A sea of iPhone screens glowed above heads as the crowd waited in anticipation for The Chainsmokers to take the stage at Capital One Arena on Oct. 15. Stagehands ran around with what appeared to be mini-torches, as drum beats and electronic sounds swelled in the background. American DJ and production duo Alex Pall and Drew Taggart emerged from a sudden surge of smoke.
The New York-based EDM-pop group embarked on a cross-continental, 42-stop “World War Joy Tour” this past September. The Chainsmokers, along with drummer Matt McGuire, brought along Australian pop rock band 5 Seconds of Summer and rising pop singer Lennon Stella as opening acts.
The world’s highest-paid DJs brought Stella on stage for the opening song, “Takeaway,” from their recent EP, “World War Joy.” Excited to see Stella back on stage, fans sang along to the pop EDM-infused ballad. Pall and Taggart transitioned into their second song, “Roses,” the 2015 hit that reached number six on the Billboard Hot 100 Chart.
The audience seemed unbothered by the quick transitions from lighter-pop tracks to more EDM-skewed ones that occurred throughout the set. From the pyrotechnics to the high-energy dance moves and various stage spectacles, Pall and Taggart created different immersive experiences for each song.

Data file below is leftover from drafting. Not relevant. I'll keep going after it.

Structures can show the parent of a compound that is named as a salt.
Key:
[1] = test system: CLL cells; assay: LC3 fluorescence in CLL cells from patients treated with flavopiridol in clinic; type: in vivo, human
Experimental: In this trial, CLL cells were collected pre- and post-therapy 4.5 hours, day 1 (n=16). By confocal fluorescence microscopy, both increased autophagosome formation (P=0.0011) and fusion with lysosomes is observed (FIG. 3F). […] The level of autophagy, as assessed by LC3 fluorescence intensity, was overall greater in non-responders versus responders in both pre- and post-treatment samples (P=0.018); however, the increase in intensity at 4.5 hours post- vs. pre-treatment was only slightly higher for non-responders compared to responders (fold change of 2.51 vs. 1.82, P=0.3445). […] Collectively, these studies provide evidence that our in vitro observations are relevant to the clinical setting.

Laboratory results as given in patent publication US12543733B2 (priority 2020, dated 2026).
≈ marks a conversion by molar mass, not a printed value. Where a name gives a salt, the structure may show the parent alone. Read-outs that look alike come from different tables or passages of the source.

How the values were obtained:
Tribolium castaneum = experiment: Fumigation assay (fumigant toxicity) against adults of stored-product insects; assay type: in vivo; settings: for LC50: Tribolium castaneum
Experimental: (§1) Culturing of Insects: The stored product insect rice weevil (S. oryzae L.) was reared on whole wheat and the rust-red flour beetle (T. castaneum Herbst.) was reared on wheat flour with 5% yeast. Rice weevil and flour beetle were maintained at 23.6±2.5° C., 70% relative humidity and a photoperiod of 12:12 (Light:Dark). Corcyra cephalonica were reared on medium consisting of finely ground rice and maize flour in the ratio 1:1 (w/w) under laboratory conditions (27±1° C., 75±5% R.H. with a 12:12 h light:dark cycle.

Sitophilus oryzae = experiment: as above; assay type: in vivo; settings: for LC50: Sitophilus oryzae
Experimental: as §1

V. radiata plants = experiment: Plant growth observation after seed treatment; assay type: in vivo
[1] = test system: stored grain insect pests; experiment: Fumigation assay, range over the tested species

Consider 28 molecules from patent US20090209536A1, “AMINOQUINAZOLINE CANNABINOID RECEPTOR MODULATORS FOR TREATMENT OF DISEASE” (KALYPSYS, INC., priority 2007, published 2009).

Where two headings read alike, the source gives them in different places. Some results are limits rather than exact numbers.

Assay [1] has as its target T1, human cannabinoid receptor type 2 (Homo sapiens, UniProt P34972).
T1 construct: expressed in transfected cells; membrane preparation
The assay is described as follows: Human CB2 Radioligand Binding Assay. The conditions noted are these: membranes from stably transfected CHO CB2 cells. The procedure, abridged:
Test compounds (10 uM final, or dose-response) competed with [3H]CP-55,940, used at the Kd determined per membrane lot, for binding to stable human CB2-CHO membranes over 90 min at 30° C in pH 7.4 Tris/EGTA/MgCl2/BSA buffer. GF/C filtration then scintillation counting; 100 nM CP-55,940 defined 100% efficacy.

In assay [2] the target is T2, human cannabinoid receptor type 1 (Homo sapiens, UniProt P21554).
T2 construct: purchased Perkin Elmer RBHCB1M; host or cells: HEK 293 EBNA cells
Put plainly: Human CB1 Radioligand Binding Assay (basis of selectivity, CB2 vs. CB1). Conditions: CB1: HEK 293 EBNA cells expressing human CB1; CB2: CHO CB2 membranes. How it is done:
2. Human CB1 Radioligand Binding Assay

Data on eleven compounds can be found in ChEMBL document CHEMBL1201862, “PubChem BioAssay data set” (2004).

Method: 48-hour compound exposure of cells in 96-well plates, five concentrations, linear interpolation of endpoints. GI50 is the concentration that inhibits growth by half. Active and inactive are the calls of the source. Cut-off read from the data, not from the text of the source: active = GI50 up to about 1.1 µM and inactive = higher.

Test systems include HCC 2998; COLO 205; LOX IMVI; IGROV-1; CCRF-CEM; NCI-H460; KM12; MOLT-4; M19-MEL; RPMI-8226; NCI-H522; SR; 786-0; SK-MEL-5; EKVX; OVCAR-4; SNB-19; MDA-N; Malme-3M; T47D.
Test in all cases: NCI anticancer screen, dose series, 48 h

Regardless of individual preferences for certain songs, it was nearly impossible not to become engrossed in the entire performance. A few earlier tracks featured Taggart on a small rectangular levitating structure, even leaning over the edge to sing directly to the adoring crowd below.
Around the mid-set point, The Chainsmokers brought 5 Seconds of Summer back on stage to perform their hit collaboration “Who Do You Love.” The combined seven musicians took the stage as one big, energetic boy band. This easy-listening radio hit gave the audience a breather between more intense EDM numbers.
The real crowd-wowing – albeit confusing – sight came a few minutes later when a 5,000-pound metal spherical figure emerged suspended over the stage. Taggart entered the “Globe of Death” and began running around and jumping on the sides as he sang “Sick Boy.”
Taggart told Architectural Digest that performing the song in the Globe was symbolic of dealing with his own depression.
“To be able to perform it in what is essentially a metal cage above the crowd is very euphoric for me,” Taggart said. “I feel like I’m really showing people how I felt at that time.”
Pall cited Travis Scott and Drake as artists who influenced The Chainsmokers to create over-the-top experiences with their live performances.
The show was random and confusing at times, while simultaneously feeling immersive and undeniably fun. Pall accurately described the show to Architectural Digest as “this great juxtaposition of destruction and chaos and death on a mass scale with this overwhelming sense of positivity and joy and happiness.”